IBM is looking to take a bigger slice out of Intel’s lucrative server business with Power9, the company’s latest and greatest processor for the datacenter. Scheduled for initial release in 2017, the Power9 promises more cores and a hefty performance boost compared to its Power8 predecessor. The new chip was described at the Hot Chips event, which took place in Silicon Valley this week.
The prospects for another serious rival to the x86 processor in the high performance computing space are looking much better this week after ARM Holdings presented the company’s plan to offer an HPC version of its 64-bit architecture. Known as ARMv8-A SVE, the design incorporates a technology known as the Scalable Vector Extension (SVE), which will provide a unique type of flexibility with regard to vector processing -- the basis of many scientific and engineering workloads.
At the Hot Chips symposium taking place in Cupertino, California this week, Samsung and SK hynix touted their latest efforts for high bandwidth memory (HBM), including the third iteration of the technology, known as HBM3. This new version promises to double bandwidth and density, while taking more direct aim at the high performance computing market.
At the Intel Developer Forum (IDF) this week in San Francisco, Intel revealed it is working on a new Xeon Phi processor aimed at deep learning applications. Diane Bryant, executive VP and GM of Intel's Data Center Group, unveiled the new chip, known as Knights Mill, during her IDF keynote address on Wednesday.
The prospects for significantly faster solid-state storage for servers got a big boost this past week with Micron’s introduction of its QuantX-branded 3D XPoint memory-based SSDs and Samsung’s preview of its upcoming Z-SSD devices. According to the companies, their respective products will deliver much better performance than conventional NAND-based PCIe SSDs currently used in the datacenter. The announcements were made at the Flash Memory Summit, a three-day extravaganza of all things non-volatile.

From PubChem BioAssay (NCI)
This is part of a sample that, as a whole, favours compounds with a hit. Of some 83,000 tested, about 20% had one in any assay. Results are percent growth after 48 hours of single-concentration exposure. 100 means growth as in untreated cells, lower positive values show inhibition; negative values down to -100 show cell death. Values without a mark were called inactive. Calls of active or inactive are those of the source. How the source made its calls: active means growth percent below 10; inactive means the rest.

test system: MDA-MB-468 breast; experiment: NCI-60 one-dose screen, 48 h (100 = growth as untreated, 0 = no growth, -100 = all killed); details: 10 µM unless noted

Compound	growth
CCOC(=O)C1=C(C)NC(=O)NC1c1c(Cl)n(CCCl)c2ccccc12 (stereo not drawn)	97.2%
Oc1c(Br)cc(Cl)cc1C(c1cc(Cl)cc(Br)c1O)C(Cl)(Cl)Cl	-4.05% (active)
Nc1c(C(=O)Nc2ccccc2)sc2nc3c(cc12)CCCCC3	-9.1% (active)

HPE has signed an agreement to acquire SGI for $275 million, a deal that will bring together two of the top HPC system vendors under a single corporate master. Assuming the bid clears regulatory hurdles, the acquisition will represent the largest realignment of the HPC server space since IBM sold its x86 server business to Lenovo in 2014.
On Tuesday, Intel CEO Diane Bryant revealed her company was acquiring Nervana Systems, a startup that provides deep learning software, and which was in the process of building a custom chip optimized for those same applications. Intel has been ratcheting up its focus on AI over the past couple of months, starting with the launch of its Knights Corner Xeon Phi processor at the ISC conference in June.
The 19th edition of the Green500 was released today with the usual array of accelerated systems at the top of the list and a plethora of energy-sipping x86 clusters comprising the remainder. For the most part though, energy efficiency gains slowed over the past 12 months after chalking up some pretty impressive gains in previous years.
A new report put out by a consortium of semiconductor industry groups is predicting that Moore’s Law will be renewed in the next decade by transitioning from CMOS technology to something called “3D Power Scaling.” The transition will rely on developing a new breed of low-power transistors that can be manufactured into three-dimensional structures. According to the report, the technology could even accelerate the cadence of Moore’s Law beyond its nominal 2x-per-2-year rhythm.
AMD has flirted with the idea of building big brawny APUs for servers ever since the company starting developing the CPU-GPU hybrid chips begin back in 2006. Combining x86 and Radeon silicon on the same die for desktops and laptops was the basis for AMD’s original Fusion processor, later renamed as the Accelerated Processing Unit (APU). Now with the anticipation of the next-generation “Zen” CPU core and the future “Vega” GPU, it looks like a high-performance server APU could finally become a reality.